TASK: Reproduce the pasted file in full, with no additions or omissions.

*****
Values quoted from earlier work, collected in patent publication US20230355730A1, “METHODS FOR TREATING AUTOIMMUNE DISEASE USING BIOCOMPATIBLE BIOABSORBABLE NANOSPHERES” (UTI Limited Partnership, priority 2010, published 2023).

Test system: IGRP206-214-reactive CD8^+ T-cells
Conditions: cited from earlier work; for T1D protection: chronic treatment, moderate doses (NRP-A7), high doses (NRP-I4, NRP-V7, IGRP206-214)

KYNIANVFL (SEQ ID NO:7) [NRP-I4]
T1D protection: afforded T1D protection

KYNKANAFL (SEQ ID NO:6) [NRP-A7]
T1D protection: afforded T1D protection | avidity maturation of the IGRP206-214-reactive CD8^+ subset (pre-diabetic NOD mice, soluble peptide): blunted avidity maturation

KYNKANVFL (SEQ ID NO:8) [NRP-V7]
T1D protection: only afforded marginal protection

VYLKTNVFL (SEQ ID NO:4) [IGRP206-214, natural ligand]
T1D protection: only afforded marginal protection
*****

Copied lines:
Values quoted from earlier work, collected in patent publication US20230355730A1, “METHODS FOR TREATING AUTOIMMUNE DISEASE USING BIOCOMPATIBLE BIOABSORBABLE NANOSPHERES” (UTI Limited Partnership, priority 2010, published 2023).

Test system: IGRP206-214-reactive CD8^+ T-cells
Conditions: cited from earlier work; for T1D protection: chronic treatment, moderate doses (NRP-A7), high doses (NRP-I4, NRP-V7, IGRP206-214)

KYNIANVFL (SEQ ID NO:7) [NRP-I4]
T1D protection: afforded T1D protection

KYNKANAFL (SEQ ID NO:6) [NRP-A7]
T1D protection: afforded T1D protection | avidity maturation of the IGRP206-214-reactive CD8^+ subset (pre-diabetic NOD mice, soluble peptide): blunted avidity maturation

KYNKANVFL (SEQ ID NO:8) [NRP-V7]
T1D protection: only afforded marginal protection

VYLKTNVFL (SEQ ID NO:4) [IGRP206-214, natural ligand]
T1D protection: only afforded marginal protection